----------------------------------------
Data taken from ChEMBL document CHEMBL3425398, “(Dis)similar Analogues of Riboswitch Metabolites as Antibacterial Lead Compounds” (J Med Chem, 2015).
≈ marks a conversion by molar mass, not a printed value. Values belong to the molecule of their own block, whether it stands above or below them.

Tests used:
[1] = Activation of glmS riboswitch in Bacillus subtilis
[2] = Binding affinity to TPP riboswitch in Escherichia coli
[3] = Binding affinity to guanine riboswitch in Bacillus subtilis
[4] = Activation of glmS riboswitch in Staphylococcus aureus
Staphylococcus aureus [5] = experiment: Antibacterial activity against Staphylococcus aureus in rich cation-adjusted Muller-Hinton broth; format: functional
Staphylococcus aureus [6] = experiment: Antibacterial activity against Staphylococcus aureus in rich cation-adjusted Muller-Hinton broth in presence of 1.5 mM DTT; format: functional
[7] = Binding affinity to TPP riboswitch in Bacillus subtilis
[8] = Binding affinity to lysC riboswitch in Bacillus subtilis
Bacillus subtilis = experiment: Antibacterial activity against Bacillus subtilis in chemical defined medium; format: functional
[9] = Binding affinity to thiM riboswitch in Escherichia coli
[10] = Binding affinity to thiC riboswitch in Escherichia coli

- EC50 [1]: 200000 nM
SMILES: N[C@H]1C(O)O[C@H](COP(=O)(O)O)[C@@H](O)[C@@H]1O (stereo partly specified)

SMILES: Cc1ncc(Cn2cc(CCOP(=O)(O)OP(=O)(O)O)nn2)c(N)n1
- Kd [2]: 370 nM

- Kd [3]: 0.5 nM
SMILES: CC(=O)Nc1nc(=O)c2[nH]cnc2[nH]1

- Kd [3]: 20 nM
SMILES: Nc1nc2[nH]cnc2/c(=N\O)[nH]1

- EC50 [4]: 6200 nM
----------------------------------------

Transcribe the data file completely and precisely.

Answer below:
Data taken from ChEMBL document CHEMBL3425398, “(Dis)similar Analogues of Riboswitch Metabolites as Antibacterial Lead Compounds” (J Med Chem, 2015).
≈ marks a conversion by molar mass, not a printed value. Values belong to the molecule of their own block, whether it stands above or below them.

Tests used:
[1] = Activation of glmS riboswitch in Bacillus subtilis
[2] = Binding affinity to TPP riboswitch in Escherichia coli
[3] = Binding affinity to guanine riboswitch in Bacillus subtilis
[4] = Activation of glmS riboswitch in Staphylococcus aureus
Staphylococcus aureus [5] = experiment: Antibacterial activity against Staphylococcus aureus in rich cation-adjusted Muller-Hinton broth; format: functional
Staphylococcus aureus [6] = experiment: Antibacterial activity against Staphylococcus aureus in rich cation-adjusted Muller-Hinton broth in presence of 1.5 mM DTT; format: functional
[7] = Binding affinity to TPP riboswitch in Bacillus subtilis
[8] = Binding affinity to lysC riboswitch in Bacillus subtilis
Bacillus subtilis = experiment: Antibacterial activity against Bacillus subtilis in chemical defined medium; format: functional
[9] = Binding affinity to thiM riboswitch in Escherichia coli
[10] = Binding affinity to thiC riboswitch in Escherichia coli

- EC50 [1]: 200000 nM
SMILES: N[C@H]1C(O)O[C@H](COP(=O)(O)O)[C@@H](O)[C@@H]1O (stereo partly specified)

SMILES: Cc1ncc(Cn2cc(CCOP(=O)(O)OP(=O)(O)O)nn2)c(N)n1
- Kd [2]: 370 nM

- Kd [3]: 0.5 nM
SMILES: CC(=O)Nc1nc(=O)c2[nH]cnc2[nH]1

- Kd [3]: 20 nM
SMILES: Nc1nc2[nH]cnc2/c(=N\O)[nH]1

- EC50 [4]: 6200 nM